Smartphones : I’m dependent, but is it so app-alling?

They have wormed their way into every part of our lives – but never mind the scare stories, enjoy the buzz

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The Independent Online

How long could you live without your smartphone? A week? No chance. A day? Oh God. An hour? Well OK, if I must. Most of us know that sinking feel of having left our phone at home, specifically the panic that comes with wondering, “What if the childminder calls?” or “How will I Instagram my lunch?”

There are those who believe our umbilical attachment to smartphones signifies the end of days. Earlier this year, the historian Simon Schama bemoaned the “look down” generation, the types who avoid eye contact, walk with their heads bowed and their faces glowing, each of them lost in a reverie of selfies and social media.

He won’t find any comfort in the broadcast regulator Ofcom’s latest research, which shows that smartphones have overtaken laptops as our device of choice for accessing the internet. The study also revealed that 85 per cent of adults consult their phones within the first hour of the day, and 34 per cent – just under half of whom are under 24 – check them within five minutes of waking up.

If nothing else, the data shows how we love to be engaged and connected, whether that’s with our work life, our friends, or what’s happening in the world. Is that really so terrible?

For me, the impulse to reach for my smartphone is barely conscious. While I may check my messages, and the news, first thing in the morning, it’s in moments of supposedly dead time – waiting for a train or standing in a supermarket queue – that my phone will appear in my hand without me quite knowing how it got there.

Another study conducted last year by the Journal of Computer-Mediated Communication suggested that we experience “separation anxiety” (apparent in rising heart rates and increased blood pressure) when parted from our smartphones, and that we have come to regard them as extensions of our physical selves. All of which suggests that, one day, humans will look down and to find their hands have morphed into single digits fit only for scrolling touchscreens.

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Phones have now overtaken personal computers as the most used way of accessing the internet

There is a creeping unease at how the communication afforded by technology brings greater freedom while allowing our movements to be mapped and tracked. Just as worrying, on an everyday level, is the blurring of when work stops and leisure time begins. The ability to receive messages on the move has heralded a change in working habits where we are now “available” around the clock and, during holidays, requires us to set up an out-of-office message to explain our tardiness. Achieving the ideal work-life balance is an ongoing struggle, and ownership of smartphones doesn’t help.

Even so, it’s worth remembering the countless moments that phones enable us to make the most of our time off, from unearthing the best restaurants and museums to basic navigation. I took my daughter to Paris last week and, were it not for the map on my phone, we’d probably still be wandering the back streets of St Georges searching for our hotel in a state of advanced hunger and dehydration.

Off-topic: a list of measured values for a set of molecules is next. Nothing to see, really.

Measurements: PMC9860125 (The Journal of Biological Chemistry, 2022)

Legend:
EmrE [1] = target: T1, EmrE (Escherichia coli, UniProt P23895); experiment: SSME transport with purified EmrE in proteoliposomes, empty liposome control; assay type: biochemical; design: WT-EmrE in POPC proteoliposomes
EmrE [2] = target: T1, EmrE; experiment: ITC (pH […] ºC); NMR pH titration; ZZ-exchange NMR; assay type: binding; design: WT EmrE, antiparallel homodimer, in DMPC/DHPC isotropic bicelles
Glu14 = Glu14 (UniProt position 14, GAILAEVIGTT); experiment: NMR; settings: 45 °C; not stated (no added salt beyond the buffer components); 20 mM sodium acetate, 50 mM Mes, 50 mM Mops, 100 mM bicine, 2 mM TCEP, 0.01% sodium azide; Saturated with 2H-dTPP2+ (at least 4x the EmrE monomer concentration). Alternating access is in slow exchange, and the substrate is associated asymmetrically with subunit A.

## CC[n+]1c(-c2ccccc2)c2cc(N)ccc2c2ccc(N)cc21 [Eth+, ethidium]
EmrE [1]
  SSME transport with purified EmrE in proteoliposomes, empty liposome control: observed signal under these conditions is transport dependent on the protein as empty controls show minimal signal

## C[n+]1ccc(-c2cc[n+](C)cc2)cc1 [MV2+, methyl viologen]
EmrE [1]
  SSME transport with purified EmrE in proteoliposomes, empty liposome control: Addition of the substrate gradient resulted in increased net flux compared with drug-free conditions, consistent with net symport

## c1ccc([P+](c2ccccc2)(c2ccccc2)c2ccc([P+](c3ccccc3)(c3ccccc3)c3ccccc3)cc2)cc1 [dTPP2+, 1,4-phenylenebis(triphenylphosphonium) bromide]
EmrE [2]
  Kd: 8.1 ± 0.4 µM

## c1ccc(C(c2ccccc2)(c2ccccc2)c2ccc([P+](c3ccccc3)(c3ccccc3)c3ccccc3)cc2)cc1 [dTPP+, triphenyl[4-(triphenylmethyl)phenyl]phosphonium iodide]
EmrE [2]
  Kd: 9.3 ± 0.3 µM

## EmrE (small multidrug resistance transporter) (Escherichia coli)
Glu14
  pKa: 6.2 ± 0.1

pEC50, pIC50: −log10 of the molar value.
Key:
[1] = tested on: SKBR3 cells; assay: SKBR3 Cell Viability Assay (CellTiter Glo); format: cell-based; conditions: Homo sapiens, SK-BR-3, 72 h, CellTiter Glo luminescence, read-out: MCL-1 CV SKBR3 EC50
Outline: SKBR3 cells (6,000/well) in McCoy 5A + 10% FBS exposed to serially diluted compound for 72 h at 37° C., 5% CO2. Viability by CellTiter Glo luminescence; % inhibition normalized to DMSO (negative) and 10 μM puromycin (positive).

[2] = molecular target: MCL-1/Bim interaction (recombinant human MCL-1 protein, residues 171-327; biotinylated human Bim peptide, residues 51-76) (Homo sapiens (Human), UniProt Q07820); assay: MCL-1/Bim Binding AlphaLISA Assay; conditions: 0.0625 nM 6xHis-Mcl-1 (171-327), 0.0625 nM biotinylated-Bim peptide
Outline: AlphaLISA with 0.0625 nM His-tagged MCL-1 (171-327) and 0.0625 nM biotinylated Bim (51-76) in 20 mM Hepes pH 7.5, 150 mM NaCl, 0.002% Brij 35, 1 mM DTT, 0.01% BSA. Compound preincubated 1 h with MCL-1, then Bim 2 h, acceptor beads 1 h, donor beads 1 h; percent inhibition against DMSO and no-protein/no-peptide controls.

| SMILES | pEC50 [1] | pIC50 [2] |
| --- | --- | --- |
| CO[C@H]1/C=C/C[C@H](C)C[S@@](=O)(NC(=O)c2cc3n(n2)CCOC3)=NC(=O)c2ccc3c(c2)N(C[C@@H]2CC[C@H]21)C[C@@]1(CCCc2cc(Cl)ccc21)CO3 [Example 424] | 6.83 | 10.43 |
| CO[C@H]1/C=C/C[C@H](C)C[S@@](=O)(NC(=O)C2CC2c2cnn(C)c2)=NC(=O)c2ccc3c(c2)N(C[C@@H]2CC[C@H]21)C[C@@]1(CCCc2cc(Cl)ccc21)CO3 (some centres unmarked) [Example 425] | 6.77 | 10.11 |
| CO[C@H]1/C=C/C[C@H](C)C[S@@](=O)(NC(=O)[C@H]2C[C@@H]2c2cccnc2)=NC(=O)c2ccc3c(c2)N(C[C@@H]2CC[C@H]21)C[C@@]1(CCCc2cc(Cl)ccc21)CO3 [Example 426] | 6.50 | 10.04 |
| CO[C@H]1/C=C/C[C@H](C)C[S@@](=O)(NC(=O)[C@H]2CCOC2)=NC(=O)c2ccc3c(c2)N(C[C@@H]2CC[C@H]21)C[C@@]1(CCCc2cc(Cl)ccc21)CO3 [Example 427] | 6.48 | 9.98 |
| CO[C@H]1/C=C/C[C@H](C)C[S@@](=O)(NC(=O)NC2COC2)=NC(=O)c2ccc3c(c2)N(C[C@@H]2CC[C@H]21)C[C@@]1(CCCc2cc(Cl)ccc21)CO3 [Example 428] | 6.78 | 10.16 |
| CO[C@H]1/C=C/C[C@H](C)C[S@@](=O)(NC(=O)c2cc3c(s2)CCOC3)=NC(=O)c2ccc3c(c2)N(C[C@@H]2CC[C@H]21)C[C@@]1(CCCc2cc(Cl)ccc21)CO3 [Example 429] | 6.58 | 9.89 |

I have little time for the self-styled “digital detoxers” who make a virtue of unplugging their routers and engaging in extra-meaningful conversations with fellow humans, generally while chugging on a kale smoothie. The fact that I like to scroll through friends’ holiday snaps on Facebook doesn’t mean I don’t ever stop to look at a real-life sunset, or watch my child climb a tree.

At the end of the film While We’re Young, in which a middle-aged couple try to recapture their youth by befriending two young hipsters, the protagonists Ben Stiller and Naomi Watts sit in an airport and watch a toddler expertly use a smartphone. Previously, we might have sat in judgement, but then we remember how their vinyl-collecting, Google-shunning new chums turned out to be frauds, incapable of engaging with real life – or paying a lunch bill.

I’m inordinately fond of my smartphone though I long ago hit the threshold where technology baffles me. When my husband recently used his phone as a TV remote, it seemed like he’d learned how to do magic. Meanwhile, for my (phoneless) eight-year-old, navigating my iPhone is already second nature. I’m told that I should be alarmed by this, but then I remember my parents’ bewilderment at video recorders and how, for me, setting a timer seemed as straightforward as switching on a light. It’s in our nature, as adults, to be suspicious of technological advancement, particularly the inventions that change how we interact with people.

Plato wasn’t keen on the written word, as it removed the element of dialogue that allows ideas to be developed. Gutenberg’s printing press wasn’t embraced by all; many thought books would make people lazy. To paraphrase Douglas Adams, everything that exists in the world when you’re born is normal, and everything invented when you’re old is an affront to all that is right and proper.

Technology is excellent and gadgets such as smartphones can enrich our lives, though that doesn’t mean our lives need to be lived entirely through them. The trick is to know when to look up and switch off.

@FionaSturges

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